Cinnamon Rolls

For more tasty bakes, see my collection of family specialties:

You Can’t Have Dry Coffee: Papa’s Excuse to Have a Nosh And Nana’s Perfect Pastries

DSCN0822 cinnamon rolls sm

When it’s a holiday weekend, we like to make the dough the night before, and then have them ready to make and bake the next morning.

Cinnamon Rolls

Proof the yeast:

  • 2-1/4 tsp. yeast (1 package)
  • 3 Tbs. sugar
  • 1/2 c. warm water

Stir in:

  • 2 Tbs. butter, melted
  • 1/2 c. milk, lukewarm
  • 1 egg
  • 1-1/2 tsp. salt

Add and knead for 10 minutes:

  • 3 t0 3-1/2 c. flour

Cover and let rise for 1 hour or in the refrigerator over night.

Roll out the dough into a 12″ x  9″ rectangle.

Brush with:

  • 1-1/2 Tbs. melted butter

Mix together and sprinkle on top:

  • 1/3 c. brown sugar
  • 2 tsp. cinnamon
  • 1/2 c. raisins
  • 1/2 c. chopped pecans

Starting with the long side, roll up the dough. Slice it into 12 pieces and place, cut side down, into an 11″ x 7″ pan. Let rise for 1 hour. Bake at 400 degrees for 18-20 minutes.

When it comes out of the oven, mix together and cover with:

  • 1-1/4 c. confectioners sugar
  • 2 Tbs. melted butter
  • 3-4 Tbs. milk

Maralee’s Moroccan Stew-Soup

Morrocon stew. To make it a soup just add more water or stock.

My sister’s kitchen always smells good. She is a master at soups. When we were at her house last week she made this dish, using many things that were picked fresh from her garden. It was delicious. This is my attempt at it. I’ve included some meat, but it is equally good as a vegetarian dish.

Moroccan Stew

  • 2 Tbs. olive oil
  • 1 large onion diced
  • 1 pound beef, cubed (I used some stew meat)
  • 4 c. kale, chopped (reserving 2 cups)
  • 3 c. chopped sweet potato
  • 2 large carrots, sliced
  • 3 cloves garlic, minced
  • 2 c. raw red lentils
  • 28 oz. can tomatoes, chopped + 2 cans water
  • 15 oz. can garbanzo beans (or 1/2 c. raw)
  • 1 Tbs. cinnamon
  • 1 tsp dry ginger
  • 1 tsp. turmeric
  • 1/2 tsp. ground cloves
  • 1 Tbs. curry powder
  • 4 tsp. salt
  • 1/2 tsp. black pepper
  • dash cayenne
  • 1 tsp. cumin
  • 1 tsp. allspice

In a large soup pot, brown the meat (if you’re using it) in the oil, and then add the onion. Cook until the onion is soft. Add everything else except for 2 cups of the kale. Bring to a boil then reduce to a simmer, cover and let cook for several hours. Taste and adjust for any of the seasonings you’d like to have stronger. About 5 minutes before serving, stir in the reserved kale. This will add a bit of brighter green to the dish, as well as a little bit of crunch.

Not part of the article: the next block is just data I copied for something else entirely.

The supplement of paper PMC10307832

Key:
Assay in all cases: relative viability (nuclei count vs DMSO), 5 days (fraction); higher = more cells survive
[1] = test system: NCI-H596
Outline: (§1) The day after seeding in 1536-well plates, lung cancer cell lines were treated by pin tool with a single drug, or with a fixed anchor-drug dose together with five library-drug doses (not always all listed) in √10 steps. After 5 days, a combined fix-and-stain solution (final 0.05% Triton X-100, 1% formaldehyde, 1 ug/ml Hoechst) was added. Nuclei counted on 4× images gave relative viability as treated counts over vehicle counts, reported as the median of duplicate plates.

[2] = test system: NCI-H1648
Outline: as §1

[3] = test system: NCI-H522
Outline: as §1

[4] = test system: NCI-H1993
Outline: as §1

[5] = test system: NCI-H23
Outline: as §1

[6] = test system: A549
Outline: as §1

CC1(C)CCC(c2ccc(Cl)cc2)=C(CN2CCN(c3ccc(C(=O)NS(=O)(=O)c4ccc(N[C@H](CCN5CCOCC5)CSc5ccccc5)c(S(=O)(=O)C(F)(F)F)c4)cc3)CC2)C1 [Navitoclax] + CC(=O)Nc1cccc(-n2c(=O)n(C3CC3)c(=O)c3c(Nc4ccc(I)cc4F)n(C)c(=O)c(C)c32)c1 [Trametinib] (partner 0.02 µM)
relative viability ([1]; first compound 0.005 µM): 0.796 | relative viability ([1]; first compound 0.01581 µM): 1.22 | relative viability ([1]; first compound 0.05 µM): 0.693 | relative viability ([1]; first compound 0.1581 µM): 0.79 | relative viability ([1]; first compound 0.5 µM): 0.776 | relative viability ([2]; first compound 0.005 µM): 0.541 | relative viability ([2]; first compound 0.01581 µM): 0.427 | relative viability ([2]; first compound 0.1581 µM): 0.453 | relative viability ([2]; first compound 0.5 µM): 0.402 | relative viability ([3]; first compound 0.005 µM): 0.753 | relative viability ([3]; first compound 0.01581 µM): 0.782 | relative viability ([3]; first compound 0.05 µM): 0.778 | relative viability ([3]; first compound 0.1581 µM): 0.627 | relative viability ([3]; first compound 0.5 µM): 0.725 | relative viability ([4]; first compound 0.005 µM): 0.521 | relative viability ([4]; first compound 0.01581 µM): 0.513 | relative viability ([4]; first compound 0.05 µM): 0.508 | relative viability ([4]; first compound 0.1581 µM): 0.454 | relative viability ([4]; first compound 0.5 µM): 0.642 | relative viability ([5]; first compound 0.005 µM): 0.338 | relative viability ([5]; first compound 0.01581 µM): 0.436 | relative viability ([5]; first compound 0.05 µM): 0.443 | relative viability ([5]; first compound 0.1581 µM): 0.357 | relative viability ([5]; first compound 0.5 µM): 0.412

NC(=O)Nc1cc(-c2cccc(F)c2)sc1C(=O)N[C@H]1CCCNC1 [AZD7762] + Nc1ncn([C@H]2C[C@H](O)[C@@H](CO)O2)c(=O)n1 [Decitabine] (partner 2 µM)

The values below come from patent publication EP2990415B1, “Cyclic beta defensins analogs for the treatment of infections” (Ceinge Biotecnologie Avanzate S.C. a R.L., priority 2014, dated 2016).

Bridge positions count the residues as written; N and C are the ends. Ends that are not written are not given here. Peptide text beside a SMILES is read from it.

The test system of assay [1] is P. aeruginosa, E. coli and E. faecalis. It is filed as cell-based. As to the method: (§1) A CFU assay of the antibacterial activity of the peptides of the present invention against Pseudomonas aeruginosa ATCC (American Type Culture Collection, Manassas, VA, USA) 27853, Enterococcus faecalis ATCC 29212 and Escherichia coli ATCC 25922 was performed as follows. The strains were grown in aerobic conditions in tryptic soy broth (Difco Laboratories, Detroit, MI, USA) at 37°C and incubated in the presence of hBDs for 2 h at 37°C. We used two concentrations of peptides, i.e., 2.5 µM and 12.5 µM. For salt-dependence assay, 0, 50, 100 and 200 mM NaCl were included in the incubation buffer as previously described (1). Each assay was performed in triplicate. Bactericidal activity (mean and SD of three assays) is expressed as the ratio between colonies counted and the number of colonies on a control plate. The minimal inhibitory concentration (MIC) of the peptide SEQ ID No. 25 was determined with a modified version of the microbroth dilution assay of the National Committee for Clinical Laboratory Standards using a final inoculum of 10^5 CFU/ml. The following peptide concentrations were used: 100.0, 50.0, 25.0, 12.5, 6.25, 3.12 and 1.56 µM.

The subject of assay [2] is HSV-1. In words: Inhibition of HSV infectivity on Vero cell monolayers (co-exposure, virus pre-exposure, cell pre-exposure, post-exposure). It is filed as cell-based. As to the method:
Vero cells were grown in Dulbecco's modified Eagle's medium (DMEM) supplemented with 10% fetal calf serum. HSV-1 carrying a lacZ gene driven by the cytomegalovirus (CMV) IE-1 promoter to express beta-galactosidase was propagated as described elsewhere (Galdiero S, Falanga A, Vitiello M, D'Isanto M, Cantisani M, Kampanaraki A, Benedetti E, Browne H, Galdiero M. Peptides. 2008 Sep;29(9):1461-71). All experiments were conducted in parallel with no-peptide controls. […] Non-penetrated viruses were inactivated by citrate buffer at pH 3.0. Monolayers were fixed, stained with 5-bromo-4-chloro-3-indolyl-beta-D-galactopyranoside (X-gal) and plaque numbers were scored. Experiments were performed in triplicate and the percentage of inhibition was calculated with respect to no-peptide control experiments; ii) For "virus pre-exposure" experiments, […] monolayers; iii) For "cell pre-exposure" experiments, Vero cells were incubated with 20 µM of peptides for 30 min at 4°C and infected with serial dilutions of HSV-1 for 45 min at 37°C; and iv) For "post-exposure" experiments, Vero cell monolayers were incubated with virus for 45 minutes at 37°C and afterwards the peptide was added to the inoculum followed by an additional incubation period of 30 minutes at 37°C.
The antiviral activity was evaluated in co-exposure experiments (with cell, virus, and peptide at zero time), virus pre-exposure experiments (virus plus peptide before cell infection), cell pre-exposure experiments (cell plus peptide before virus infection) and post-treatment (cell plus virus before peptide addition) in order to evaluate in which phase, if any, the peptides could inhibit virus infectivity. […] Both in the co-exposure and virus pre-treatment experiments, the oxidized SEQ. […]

Serve with rice, and some hot sauce on the side.

To  make as a soup, add some additional water or some stock.


These are best when served right from the pan, and plopped into a bowl of chicken soup.

My mom would make kreplach every Yom Kippur. I don’t think I’d tasted one in over 20 years, but in my mind I could TASTE them, and finally I broke down and made some. With thanks to Cousin Betty and sister Maralee for helping to jog my memory, since all I had was a scrawled note of my mother’s with the recipe for the dough.

Every culture has their dumplings: pierogi, gyoza, wonton. The Jews have their kreplach. The triangular kreplach from my mother’s kitchen are made with a dough that is part mashed potato and part noodle. For the frugal-minded cook, a little piece of a leftover roast is the basis for the filling. They are first boiled, then fried— there is nothing better!

Fry these until they are nicely browned and crisp.

Gently boil for 5 minutes before frying.




For the filling

  • 1 c. cooked beef, loosely measured, then ground
  • 1/3 c. grated raw onion
  • 1–2 Tbs. oil, if your meat is very dry or lean
  • 1 egg
  • ¾ tsp. seasoned salt
  • For the dough
  • 1 egg
  • 2/3 c. flour
  • ¼ tsp. salt
  • 1 medium potato, boiled



Put a large pot of salted water on to boil.

Prepare the filling

Mix together the ground beef, onion, oil, egg, and salt.

Make the dough

Using a fork, beat the egg, mix in the flour and salt, then mash in the boiled potato. On a lightly floured board, knead the dough for about a minute, adding only a little more flour as necessary.